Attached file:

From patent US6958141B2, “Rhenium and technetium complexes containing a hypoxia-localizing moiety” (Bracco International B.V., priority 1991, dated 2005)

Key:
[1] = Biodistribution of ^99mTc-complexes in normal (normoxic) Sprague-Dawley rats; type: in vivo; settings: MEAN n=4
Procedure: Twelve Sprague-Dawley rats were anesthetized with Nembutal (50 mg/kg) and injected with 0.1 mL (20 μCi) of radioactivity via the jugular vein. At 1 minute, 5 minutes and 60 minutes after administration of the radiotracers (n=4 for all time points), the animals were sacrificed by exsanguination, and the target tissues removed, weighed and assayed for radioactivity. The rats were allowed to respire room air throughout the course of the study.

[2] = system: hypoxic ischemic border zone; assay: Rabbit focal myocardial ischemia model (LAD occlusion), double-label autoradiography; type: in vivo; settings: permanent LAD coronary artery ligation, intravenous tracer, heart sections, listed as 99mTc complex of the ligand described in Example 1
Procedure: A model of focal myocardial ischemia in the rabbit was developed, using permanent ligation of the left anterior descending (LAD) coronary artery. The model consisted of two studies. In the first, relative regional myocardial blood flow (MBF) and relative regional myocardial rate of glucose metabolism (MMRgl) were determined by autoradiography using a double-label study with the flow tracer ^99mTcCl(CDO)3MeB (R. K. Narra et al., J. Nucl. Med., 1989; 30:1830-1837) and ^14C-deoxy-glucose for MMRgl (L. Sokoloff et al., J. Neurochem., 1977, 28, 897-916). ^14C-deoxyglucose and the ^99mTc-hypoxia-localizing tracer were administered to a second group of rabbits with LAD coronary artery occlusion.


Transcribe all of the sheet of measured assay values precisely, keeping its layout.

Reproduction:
From patent US6958141B2, “Rhenium and technetium complexes containing a hypoxia-localizing moiety” (Bracco International B.V., priority 1991, dated 2005)

Key:
[1] = Biodistribution of ^99mTc-complexes in normal (normoxic) Sprague-Dawley rats; type: in vivo; settings: MEAN n=4
Procedure: Twelve Sprague-Dawley rats were anesthetized with Nembutal (50 mg/kg) and injected with 0.1 mL (20 μCi) of radioactivity via the jugular vein. At 1 minute, 5 minutes and 60 minutes after administration of the radiotracers (n=4 for all time points), the animals were sacrificed by exsanguination, and the target tissues removed, weighed and assayed for radioactivity. The rats were allowed to respire room air throughout the course of the study.

[2] = system: hypoxic ischemic border zone; assay: Rabbit focal myocardial ischemia model (LAD occlusion), double-label autoradiography; type: in vivo; settings: permanent LAD coronary artery ligation, intravenous tracer, heart sections, listed as 99mTc complex of the ligand described in Example 1
Procedure: A model of focal myocardial ischemia in the rabbit was developed, using permanent ligation of the left anterior descending (LAD) coronary artery. The model consisted of two studies. In the first, relative regional myocardial blood flow (MBF) and relative regional myocardial rate of glucose metabolism (MMRgl) were determined by autoradiography using a double-label study with the flow tracer ^99mTcCl(CDO)3MeB (R. K. Narra et al., J. Nucl. Med., 1989; 30:1830-1837) and ^14C-deoxy-glucose for MMRgl (L. Sokoloff et al., J. Neurochem., 1977, 28, 897-916). ^14C-deoxyglucose and the ^99mTc-hypoxia-localizing tracer were administered to a second group of rabbits with LAD coronary artery occlusion.